Community and Creativity Online: Student-Constructed Webfolios and Webtexts as Learning Spaces in Undergraduate Humanities Classes

Donna Reiss
Department of English-Humanities
Tidewater Community College
1700 College Crecent
Virginia Beach, VA 23456

In Engines of Inquiry: Teaching, Technology, and Learner-Centered Approaches to Culture and History, Randy Bass identifies "six kinds of quality learning" that "information technologies can serve to enhance": distributive learning, authentic tasks and complex inquiry, dialogic learning, constructive learning, public accountability, and reflective and critical thinking. Providing all six of these experiences is a challenge for a state community college like mine, Tidewater Community College, Virginia Beach, Virginia.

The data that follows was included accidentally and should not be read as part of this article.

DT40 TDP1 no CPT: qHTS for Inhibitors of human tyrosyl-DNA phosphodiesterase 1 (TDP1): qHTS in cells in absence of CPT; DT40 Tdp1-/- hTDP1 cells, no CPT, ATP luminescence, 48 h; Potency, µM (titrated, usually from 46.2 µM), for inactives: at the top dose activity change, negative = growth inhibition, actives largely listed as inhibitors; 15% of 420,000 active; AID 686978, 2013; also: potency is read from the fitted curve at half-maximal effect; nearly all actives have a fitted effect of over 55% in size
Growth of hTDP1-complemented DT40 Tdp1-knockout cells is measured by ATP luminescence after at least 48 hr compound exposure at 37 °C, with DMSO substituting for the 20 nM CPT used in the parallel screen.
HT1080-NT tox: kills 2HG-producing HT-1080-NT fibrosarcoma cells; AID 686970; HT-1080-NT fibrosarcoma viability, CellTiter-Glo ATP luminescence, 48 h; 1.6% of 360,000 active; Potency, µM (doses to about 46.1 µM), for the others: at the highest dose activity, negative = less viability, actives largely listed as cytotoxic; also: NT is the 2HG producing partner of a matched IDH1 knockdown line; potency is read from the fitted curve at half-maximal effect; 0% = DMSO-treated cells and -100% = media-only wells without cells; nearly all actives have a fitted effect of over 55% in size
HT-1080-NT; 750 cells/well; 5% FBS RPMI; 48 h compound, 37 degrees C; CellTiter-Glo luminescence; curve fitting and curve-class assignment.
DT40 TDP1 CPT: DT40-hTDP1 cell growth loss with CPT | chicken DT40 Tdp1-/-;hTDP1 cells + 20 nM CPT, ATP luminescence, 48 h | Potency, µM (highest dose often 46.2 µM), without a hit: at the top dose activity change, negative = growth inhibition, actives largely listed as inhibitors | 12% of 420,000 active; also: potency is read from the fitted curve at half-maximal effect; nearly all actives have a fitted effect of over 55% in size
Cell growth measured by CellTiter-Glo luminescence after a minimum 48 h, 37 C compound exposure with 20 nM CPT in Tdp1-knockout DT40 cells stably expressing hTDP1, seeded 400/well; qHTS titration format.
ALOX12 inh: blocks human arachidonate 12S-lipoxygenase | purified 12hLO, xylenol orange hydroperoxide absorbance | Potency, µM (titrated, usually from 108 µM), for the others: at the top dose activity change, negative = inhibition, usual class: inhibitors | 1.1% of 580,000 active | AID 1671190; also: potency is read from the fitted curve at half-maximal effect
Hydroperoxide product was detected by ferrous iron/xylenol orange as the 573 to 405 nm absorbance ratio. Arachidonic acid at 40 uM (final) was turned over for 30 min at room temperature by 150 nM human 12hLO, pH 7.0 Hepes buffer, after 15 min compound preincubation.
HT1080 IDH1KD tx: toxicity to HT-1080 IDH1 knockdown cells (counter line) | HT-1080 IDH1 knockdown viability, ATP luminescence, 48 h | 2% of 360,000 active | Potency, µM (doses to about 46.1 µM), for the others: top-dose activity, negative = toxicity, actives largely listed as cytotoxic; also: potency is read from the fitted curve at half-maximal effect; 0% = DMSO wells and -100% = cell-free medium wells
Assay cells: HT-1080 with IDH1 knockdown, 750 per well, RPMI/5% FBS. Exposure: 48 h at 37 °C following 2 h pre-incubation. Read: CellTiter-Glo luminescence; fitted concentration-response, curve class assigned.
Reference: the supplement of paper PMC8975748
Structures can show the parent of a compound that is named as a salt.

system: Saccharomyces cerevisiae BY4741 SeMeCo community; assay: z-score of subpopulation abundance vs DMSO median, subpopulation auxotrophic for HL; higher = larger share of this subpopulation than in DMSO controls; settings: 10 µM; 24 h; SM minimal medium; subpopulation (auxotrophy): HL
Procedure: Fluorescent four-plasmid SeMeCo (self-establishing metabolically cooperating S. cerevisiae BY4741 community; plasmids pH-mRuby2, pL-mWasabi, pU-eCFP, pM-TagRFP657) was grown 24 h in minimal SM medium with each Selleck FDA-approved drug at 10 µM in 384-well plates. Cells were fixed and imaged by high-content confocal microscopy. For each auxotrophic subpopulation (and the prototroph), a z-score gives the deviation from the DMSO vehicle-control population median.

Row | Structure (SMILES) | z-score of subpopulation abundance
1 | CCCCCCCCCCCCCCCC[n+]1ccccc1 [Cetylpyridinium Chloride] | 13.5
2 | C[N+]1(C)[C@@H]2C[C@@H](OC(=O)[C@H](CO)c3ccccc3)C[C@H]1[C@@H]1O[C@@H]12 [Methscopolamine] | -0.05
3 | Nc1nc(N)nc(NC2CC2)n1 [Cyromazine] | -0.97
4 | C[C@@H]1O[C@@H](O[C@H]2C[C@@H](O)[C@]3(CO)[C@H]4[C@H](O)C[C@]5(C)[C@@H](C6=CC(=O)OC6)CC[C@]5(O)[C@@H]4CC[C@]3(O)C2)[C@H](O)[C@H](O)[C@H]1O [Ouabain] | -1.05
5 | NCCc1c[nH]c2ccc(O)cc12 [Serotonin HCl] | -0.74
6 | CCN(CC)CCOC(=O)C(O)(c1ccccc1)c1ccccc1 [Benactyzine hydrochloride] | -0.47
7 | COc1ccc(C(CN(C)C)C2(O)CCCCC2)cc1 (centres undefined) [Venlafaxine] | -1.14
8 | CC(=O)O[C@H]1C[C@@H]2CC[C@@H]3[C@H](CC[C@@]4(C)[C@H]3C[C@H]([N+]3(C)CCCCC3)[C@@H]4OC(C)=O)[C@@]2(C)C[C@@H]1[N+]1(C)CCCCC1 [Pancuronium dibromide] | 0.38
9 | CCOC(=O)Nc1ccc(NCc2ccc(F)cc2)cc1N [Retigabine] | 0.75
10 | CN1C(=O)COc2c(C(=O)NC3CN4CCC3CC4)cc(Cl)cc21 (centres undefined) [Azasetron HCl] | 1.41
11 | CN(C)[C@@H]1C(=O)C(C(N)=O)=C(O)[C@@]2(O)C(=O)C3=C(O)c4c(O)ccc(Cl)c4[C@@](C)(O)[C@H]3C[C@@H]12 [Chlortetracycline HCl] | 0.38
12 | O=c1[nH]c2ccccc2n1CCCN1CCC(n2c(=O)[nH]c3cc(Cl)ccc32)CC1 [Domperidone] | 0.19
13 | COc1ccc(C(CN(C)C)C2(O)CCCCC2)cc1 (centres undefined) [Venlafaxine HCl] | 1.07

Nonetheless, using the resources of the community as well as free and low-cost Internet applications, an online class can incorporate quality computer-mediated learning, as this poster presentation will demonstrate with several undergraduate projects from an open-admissions online humanities elective, Technology and the Liberal Arts: Man, Woman, Machine <>.

Students typically are drawn to this class not by the "arts" in the title but by the "technology." By the end of the term, students have used technology as one approach to understanding some of the fine arts, have reflected on the technologies used in creating and maintaining works of art, and have constructed their own works of art and electronic portfolios.